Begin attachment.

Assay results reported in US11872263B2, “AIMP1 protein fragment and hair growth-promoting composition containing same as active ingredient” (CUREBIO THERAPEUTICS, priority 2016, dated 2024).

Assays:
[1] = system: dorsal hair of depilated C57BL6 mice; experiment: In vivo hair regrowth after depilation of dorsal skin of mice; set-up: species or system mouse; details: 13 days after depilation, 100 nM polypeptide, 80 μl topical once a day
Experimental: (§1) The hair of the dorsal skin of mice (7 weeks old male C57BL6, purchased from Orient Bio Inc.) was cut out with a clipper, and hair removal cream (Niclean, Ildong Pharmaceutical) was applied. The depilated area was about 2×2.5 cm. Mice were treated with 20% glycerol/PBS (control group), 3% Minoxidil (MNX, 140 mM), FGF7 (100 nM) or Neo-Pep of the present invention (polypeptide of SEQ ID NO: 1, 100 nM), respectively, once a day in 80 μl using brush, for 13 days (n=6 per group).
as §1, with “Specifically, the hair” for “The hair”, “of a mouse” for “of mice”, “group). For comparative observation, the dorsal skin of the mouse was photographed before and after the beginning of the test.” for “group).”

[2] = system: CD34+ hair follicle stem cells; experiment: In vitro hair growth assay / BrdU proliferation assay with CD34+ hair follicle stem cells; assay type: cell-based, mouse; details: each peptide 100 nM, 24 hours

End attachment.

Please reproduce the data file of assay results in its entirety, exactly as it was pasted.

Assay results reported in US11872263B2, “AIMP1 protein fragment and hair growth-promoting composition containing same as active ingredient” (CUREBIO THERAPEUTICS, priority 2016, dated 2024).

Assays:
[1] = system: dorsal hair of depilated C57BL6 mice; experiment: In vivo hair regrowth after depilation of dorsal skin of mice; set-up: species or system mouse; details: 13 days after depilation, 100 nM polypeptide, 80 μl topical once a day
Experimental: (§1) The hair of the dorsal skin of mice (7 weeks old male C57BL6, purchased from Orient Bio Inc.) was cut out with a clipper, and hair removal cream (Niclean, Ildong Pharmaceutical) was applied. The depilated area was about 2×2.5 cm. Mice were treated with 20% glycerol/PBS (control group), 3% Minoxidil (MNX, 140 mM), FGF7 (100 nM) or Neo-Pep of the present invention (polypeptide of SEQ ID NO: 1, 100 nM), respectively, once a day in 80 μl using brush, for 13 days (n=6 per group).
as §1, with “Specifically, the hair” for “The hair”, “of a mouse” for “of mice”, “group). For comparative observation, the dorsal skin of the mouse was photographed before and after the beginning of the test.” for “group).”

[2] = system: CD34+ hair follicle stem cells; experiment: In vitro hair growth assay / BrdU proliferation assay with CD34+ hair follicle stem cells; assay type: cell-based, mouse; details: each peptide 100 nM, 24 hours